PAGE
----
Friday, July 4, 2008

One Airport Legend re-opens, another closes down

JetBlue is moving up its expected opening date of Terminal 5 at New York John F. Kennedy to
September 2008, that previously had been scheduled for early 2009. The $742 million concourse, one of the largest construction projects in the USA, will replace the carrier's operations at the cramped Terminal 6.
"In a tour of the facility for USA TODAY, JetBlue spokesman Todd Burke said construction is ahead of schedule and that the project is 'coming along beautifully.' Designed by San Francisco-based architecture firm Gensler, the 640,000-square-foot terminal is a glass-metal structure that will sit immediately behind
the empty landmark TWA terminal designed by the late Finnish Eero Saarinen."

The buildings will be connected through the dreamlike tubular corridors — featured evocatively in Stephen Soderberg's film featuring Leo from 2002 “Catch Me If You Can” — that once led to T.W.A.’s gates. The whole introduction to the film is very much inspired by the style and aesthetics of the 50's, and the building has an important supporting actor role. 

Although its swooping forms amount to a three-dimensional transcription of “Come Fly With Me,” the building’s days as a functioning terminal were numbered in 2001 with the collapse of T.W.A. and W.T.C.

The Port Authority of New York and New Jersey was for many years open to ideas that would transform and redevelop the brilliant architectural wonder “anything else that can be imagined by a redeveloper,” said its aviation director, William R. DeCota. Proposals ranged from a restaurant, a lounge, a spa, a shopping mall, a conference center, a art museum, a Theater, a Botanical Garden, a Sculpture court, a huge office
space, a swimmingpool, a dance club and concert space.


An example of a proposal that was a temporary installation of the building was the exhibition, ''Terminal 5.'' It was the brainchild of Rachel K. Ward, a independent curator with a penchant for placing art in
spectacular, if unlikely, locales. One of her last project was installed in a man-made ice cave atop the Matterhorn mountain in the Swiss Alps. The terminal project, Ms. Ward explained, ''was inspired by seeing this enormous, gorgeous landmark sitting here unused and by the desire to make it accessible to the general public.''

With the expansive sculptural forms and cool interiors, the Saarinen terminal has the feeling of the Wright's Guggenheim Museum and embody a stirring midcentury optimism about the future. But both were overtaken by it: over time, neither has proved entirely suited to its purpose. The Guggenheim's alcoves couldn't comfortably contain the vast canvases of the early 1960's; Terminal 5 could not effectively accommodate the massive flying buses of the new jet age.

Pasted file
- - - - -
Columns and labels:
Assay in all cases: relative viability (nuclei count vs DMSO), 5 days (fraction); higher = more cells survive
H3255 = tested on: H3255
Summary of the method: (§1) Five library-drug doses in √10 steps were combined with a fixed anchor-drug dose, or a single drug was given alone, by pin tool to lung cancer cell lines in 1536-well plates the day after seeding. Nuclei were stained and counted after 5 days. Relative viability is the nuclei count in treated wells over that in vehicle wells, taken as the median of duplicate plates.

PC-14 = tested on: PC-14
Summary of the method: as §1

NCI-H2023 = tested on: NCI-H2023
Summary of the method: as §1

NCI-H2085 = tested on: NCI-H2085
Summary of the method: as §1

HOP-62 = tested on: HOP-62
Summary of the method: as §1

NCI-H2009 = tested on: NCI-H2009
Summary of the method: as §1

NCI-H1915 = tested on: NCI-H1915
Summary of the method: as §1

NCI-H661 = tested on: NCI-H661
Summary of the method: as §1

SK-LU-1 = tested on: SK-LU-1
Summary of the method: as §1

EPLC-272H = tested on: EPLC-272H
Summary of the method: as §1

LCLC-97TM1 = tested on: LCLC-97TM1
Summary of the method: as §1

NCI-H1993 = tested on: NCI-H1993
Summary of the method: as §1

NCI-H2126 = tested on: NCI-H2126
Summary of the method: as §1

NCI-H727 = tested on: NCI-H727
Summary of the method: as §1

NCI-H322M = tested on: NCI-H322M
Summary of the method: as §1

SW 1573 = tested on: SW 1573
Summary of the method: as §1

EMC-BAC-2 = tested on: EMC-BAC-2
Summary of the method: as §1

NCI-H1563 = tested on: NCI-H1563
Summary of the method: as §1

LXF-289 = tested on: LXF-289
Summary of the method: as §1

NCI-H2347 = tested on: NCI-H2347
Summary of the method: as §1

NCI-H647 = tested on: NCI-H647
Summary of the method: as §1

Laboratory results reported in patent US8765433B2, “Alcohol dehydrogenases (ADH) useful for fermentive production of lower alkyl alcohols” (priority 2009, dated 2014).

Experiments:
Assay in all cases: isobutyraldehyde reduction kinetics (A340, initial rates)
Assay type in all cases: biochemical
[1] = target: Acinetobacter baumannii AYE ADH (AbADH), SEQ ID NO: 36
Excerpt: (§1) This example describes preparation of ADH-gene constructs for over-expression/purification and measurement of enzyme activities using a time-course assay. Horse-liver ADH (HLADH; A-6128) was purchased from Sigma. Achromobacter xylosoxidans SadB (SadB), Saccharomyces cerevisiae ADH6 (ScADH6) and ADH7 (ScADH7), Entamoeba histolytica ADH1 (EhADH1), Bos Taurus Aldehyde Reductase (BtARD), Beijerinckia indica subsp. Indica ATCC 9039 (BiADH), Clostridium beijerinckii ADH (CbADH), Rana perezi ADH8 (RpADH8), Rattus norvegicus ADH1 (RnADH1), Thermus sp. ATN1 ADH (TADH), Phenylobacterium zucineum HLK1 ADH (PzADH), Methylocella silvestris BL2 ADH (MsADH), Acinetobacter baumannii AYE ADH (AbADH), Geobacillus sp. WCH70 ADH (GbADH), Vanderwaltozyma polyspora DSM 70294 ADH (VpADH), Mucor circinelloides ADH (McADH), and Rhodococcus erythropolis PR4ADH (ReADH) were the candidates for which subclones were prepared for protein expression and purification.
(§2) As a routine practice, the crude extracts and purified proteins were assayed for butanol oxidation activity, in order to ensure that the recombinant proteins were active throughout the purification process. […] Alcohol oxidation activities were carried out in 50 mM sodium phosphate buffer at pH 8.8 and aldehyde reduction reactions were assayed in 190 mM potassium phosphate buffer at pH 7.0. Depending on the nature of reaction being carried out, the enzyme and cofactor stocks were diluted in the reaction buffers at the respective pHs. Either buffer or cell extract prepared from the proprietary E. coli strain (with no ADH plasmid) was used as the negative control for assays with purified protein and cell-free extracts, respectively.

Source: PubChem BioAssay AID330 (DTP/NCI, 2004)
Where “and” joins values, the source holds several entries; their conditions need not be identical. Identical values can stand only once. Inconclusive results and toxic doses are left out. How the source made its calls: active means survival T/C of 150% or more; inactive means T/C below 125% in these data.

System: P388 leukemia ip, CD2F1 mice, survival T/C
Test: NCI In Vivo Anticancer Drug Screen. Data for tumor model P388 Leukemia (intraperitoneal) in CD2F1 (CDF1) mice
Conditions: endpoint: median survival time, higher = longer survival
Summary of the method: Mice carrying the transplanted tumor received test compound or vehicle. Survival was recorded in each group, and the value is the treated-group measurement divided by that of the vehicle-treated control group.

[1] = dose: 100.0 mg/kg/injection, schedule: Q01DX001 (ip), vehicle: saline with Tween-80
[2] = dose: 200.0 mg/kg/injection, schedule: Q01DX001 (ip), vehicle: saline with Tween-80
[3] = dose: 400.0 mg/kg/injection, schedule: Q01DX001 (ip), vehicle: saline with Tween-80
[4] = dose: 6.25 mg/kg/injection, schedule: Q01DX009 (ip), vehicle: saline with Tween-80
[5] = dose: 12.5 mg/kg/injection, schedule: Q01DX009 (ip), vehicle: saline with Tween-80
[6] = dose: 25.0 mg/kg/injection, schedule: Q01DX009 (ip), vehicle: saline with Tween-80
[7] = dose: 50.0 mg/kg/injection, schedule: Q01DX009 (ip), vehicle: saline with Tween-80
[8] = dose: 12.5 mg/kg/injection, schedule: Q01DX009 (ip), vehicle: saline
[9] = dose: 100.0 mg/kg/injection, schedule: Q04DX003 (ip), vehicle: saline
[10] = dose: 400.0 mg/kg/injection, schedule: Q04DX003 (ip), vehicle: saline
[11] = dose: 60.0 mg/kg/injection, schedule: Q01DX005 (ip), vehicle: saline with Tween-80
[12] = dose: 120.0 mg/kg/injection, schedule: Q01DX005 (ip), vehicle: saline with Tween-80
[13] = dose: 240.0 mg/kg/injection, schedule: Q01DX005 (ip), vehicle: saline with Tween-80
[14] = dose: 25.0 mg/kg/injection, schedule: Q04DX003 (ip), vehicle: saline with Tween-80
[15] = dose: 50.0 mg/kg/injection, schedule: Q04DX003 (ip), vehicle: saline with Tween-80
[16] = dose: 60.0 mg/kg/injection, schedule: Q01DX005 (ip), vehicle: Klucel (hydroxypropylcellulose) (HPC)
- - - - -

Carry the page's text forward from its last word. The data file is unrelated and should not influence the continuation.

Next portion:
For Ms. Ward, this blend of utopianism and pathos made the terminal particularly appealing as a venue for an exhibition dealing with transience, travel and the challenges of modernity. So she secured permission from the Port Authority of New York and New Jersey, then commissioned 20 artists to create site-specific installations. Much of the best work cleverly used the existing architecture. Jenny Holzer displayed her enigmatic text messages on the arrivals and departures board. The Japanese sound artist Ryoji Ikeda transformed one of the long tunnel walkways into a minimalist sound-and-light installation; the New York-based artist Tom Sachs turned the other one into a skateboard ramp, creating what he described as an airport-scale fallopian tube.


Several pieces evoke the lost glamour of air travel. In the entryway, Daniel Ruggiero of Switzerland has rolled out a portable red carpet to the accompaniment of the flashing cameras of invisible paparazzi, courtesy of the New York artist Ken Courtney. Conspicuously few works addressed the current reality of airport security and surveillance; those that did, like Kendell Geers's ''Security Blanket,'' made of gleaming industrial-strength padlocks, was rather oblique.

 "...a building in which the architecture itself would express the drama and specialness and excitement of travel... a place of movement and transition... The shapes were deliberately chosen in order to emphasize an upward-soaring quality of line. We wanted an uplift."

Saarinen, who died during the six-year construction of the terminal, also said in 1956, when the project began;

"All the curves, all  the spaces and elements were to be of a matching nature. We  wanted passengers passing through the building to experience a  fully-designed environment, in which each part arises from another  and everything belongs to the same formal world."

Hitler's Airport is Closing 

The crescent-shaped Tempelhof Airport in Berlin, one of the few examples of Nazi-era architecture that still exists — and described by the British architect Norman Foster as the “mother of all airports” — is scheduled to close in the fall.

The airport — with its symmetrical lines and vaulted ceilings — was redesigned by Ernst Sagebiel in the late 1930s to inspire awe from arriving visitors. The airport’s closing will tuck away nearly 100 years of history that include Orville Wright flight demonstrations, Nazi rallies and the Berlin Airlift, which transformed Tempelhof from a symbol of repression into one of freedom. Tempelhof’s present phase — a hub for budget airlines — will be its last. It will close to make way for the expansion of the Berlin-Schönefeld International Airport, a former military base, into Berlin-Brandenburg International Airport.

So Remember; Soft irregular lines is the future and Straight symmetrical lines is the past.

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